Bloem,Helion & Company, Solihull, England, 2004.
This is an amazing
book. It is 126 pages, by Walter Bloem
in English. It details his experience as a
reserve Captain in command of active duty Company
number two, First Battalion, of Prussian Grenadier
Regiment, Prince Carl from Prussia, second
Brandenburg, number 12. This is supposed to be
the first of three books by Bloem that will be
translated and republished by this company. Here is a guy who went to
his reserve duty, went home and found the world
headed towards war in 1914. He got mobilized,
prepared for his Regiment, went to the Regiment, and
found out that he was to command Company number two even though he was a reserve officer. The
original company commander had been told off to go
to another reserve unit. Some long talks was
through the reception of the company mobilization,
moving to the front, marching into Belgium, and
eventually meeting the Old Contemptibles at Mons. He
goes through the initial battle, and all the way to the
Marne. He then goes to the retreat with the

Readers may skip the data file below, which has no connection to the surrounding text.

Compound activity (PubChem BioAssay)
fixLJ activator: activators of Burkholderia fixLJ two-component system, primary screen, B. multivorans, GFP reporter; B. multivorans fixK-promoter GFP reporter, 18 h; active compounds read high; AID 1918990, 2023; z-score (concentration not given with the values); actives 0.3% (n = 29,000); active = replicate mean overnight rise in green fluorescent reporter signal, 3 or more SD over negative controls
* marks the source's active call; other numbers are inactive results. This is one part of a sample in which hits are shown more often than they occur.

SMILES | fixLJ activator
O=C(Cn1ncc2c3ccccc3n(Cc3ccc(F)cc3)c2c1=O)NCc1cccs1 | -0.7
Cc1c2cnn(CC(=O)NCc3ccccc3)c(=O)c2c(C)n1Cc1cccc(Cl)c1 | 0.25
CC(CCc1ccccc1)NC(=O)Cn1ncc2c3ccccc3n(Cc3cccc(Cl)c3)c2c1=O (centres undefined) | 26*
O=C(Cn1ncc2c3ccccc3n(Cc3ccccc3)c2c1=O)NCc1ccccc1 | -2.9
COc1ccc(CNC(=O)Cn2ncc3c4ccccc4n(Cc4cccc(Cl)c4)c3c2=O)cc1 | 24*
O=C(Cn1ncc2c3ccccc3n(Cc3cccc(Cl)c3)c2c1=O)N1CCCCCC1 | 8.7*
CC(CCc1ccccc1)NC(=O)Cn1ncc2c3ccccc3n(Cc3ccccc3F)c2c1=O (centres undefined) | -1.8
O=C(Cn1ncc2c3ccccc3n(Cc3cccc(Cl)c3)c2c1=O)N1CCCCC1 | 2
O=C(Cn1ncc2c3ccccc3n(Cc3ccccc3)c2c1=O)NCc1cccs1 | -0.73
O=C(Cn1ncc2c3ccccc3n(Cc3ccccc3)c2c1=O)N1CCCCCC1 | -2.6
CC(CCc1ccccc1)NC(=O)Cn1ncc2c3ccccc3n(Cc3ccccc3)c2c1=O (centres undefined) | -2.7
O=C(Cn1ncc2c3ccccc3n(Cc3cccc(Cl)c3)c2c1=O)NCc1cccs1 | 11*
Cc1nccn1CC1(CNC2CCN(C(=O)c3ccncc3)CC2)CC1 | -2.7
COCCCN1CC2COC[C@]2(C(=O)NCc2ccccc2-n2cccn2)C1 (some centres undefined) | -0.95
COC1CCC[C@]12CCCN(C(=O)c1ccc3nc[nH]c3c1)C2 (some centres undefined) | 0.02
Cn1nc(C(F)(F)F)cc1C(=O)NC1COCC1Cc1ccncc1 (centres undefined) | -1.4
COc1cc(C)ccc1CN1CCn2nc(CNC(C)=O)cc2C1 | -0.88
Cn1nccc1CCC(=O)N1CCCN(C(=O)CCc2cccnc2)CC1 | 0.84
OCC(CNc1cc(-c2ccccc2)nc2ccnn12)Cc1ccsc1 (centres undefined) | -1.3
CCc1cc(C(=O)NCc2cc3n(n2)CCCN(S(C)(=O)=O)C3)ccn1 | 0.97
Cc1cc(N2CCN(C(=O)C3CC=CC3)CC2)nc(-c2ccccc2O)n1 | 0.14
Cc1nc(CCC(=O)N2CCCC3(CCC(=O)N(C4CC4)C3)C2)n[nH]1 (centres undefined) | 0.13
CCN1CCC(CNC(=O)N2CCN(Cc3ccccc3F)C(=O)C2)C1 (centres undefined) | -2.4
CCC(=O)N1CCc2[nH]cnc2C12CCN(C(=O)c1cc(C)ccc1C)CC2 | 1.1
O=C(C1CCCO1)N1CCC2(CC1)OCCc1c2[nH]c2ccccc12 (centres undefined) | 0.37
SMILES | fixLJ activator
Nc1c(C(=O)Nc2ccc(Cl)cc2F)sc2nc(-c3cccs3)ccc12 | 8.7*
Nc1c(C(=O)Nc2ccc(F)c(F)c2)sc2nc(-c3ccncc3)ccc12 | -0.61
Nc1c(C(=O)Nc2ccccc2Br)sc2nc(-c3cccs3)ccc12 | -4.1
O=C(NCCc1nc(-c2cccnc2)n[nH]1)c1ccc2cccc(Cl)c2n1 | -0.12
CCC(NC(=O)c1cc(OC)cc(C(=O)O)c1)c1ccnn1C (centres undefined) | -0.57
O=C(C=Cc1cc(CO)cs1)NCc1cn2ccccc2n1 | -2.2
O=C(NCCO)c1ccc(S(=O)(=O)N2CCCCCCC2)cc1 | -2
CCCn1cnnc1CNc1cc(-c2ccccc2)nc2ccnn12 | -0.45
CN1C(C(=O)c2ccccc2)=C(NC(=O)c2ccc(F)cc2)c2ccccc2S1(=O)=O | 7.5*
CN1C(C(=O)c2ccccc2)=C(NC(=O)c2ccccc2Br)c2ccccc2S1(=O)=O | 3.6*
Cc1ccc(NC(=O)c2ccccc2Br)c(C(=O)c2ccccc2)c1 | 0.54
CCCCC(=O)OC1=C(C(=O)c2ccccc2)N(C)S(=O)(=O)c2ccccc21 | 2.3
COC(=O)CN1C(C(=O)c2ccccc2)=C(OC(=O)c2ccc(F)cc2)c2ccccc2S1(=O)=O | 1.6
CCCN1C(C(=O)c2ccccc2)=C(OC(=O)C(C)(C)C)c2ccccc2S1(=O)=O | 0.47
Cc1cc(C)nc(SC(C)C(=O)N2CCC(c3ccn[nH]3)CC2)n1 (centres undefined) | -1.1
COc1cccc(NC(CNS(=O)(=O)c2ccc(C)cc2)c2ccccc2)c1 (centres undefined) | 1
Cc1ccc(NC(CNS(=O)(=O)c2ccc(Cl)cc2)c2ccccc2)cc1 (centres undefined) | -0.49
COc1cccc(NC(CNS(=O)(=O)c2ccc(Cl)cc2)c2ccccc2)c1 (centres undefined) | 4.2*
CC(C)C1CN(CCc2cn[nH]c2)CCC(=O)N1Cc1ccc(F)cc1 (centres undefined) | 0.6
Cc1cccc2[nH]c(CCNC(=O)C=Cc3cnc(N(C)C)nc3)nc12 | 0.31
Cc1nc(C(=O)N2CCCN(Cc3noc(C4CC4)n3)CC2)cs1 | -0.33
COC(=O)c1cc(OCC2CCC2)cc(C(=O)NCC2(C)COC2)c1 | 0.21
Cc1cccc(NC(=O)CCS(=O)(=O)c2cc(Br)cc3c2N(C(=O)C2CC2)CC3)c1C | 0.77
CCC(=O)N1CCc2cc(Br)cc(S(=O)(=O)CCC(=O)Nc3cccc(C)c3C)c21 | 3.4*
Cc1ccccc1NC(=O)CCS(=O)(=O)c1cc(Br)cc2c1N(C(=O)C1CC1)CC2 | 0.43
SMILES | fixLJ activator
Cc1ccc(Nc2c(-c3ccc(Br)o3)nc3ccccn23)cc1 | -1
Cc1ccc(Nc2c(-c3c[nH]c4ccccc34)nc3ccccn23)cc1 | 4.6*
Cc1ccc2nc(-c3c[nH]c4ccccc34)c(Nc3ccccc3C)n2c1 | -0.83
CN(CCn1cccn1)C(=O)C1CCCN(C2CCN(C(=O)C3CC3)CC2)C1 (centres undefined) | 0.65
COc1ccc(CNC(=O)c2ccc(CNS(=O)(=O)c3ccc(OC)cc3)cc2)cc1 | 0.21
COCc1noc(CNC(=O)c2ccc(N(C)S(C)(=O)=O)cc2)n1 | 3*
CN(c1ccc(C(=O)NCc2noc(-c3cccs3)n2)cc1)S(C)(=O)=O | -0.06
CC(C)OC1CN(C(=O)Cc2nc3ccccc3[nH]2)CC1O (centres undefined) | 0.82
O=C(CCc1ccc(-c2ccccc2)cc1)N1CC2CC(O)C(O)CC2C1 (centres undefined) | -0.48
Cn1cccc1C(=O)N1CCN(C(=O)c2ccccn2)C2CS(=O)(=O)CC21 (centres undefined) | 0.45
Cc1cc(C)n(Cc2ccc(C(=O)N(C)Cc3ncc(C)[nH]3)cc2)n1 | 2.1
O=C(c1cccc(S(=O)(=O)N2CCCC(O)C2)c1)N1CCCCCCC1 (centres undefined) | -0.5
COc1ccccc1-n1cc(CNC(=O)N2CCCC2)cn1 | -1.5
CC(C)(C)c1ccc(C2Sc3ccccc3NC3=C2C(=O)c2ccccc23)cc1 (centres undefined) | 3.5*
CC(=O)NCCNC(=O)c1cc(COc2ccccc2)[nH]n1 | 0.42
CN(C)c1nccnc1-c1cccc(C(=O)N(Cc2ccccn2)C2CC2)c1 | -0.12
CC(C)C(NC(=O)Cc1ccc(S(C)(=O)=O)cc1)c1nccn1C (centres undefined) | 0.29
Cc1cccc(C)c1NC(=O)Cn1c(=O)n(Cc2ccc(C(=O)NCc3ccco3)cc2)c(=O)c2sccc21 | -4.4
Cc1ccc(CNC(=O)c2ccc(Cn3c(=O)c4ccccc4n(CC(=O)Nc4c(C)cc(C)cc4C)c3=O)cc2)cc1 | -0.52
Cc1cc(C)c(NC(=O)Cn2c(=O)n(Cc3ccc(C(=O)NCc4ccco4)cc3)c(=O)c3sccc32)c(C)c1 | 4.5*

same company until he is wounded and evacuated from the
battle zone. If you are interested in the changes of
warfare in 1914, here it is in English at the
company level. Also from the German side.
Interesting and a fast read. It is made up of
18 chapters that are all short. Sort of the ultimate
bathroom book, you can knock out a chapter and come
back to it tomorrow. It is hard back, and
quite expensive, $31. To me it's worth it.
This shows early war at the company level.
Storm of steel, shows you the later war at the
company level. Reading both volumes gives you
an incredible comparison then wondering why they got
chopped up so bad. He expresses a lot of
personal emotion about the loss of different
individuals. He talks a lot about Belgian partisans
which shows a completely different face on German
atrocities in Belgium. Here was an officer who
bought the story hook line and sinker about civilian
partisans. He was one of these guys who
actually saw an Indian behind every bush.
It is also quite
refreshing that as an officer Bloem is not the idiot
that Martin was. Bloem takes his role very
seriously and tries very hard to lead his children
as he calls them. The book is 150
pages shorter than the German version.
It's pretty obvious that something got lost in the
translation. Also the translation is pretty
lousy as far as ranks and unit structure. He
calls platoons sections for instance. I
recommend the book I just wish it didn't cost that
He is not entirely objective and many of the myths that have been created in English-language histories use this as a direct source. It is contradicted repeatedly in other sources. Because there is an English translation people rely on this uncritically. Well worth a read but also worth following up.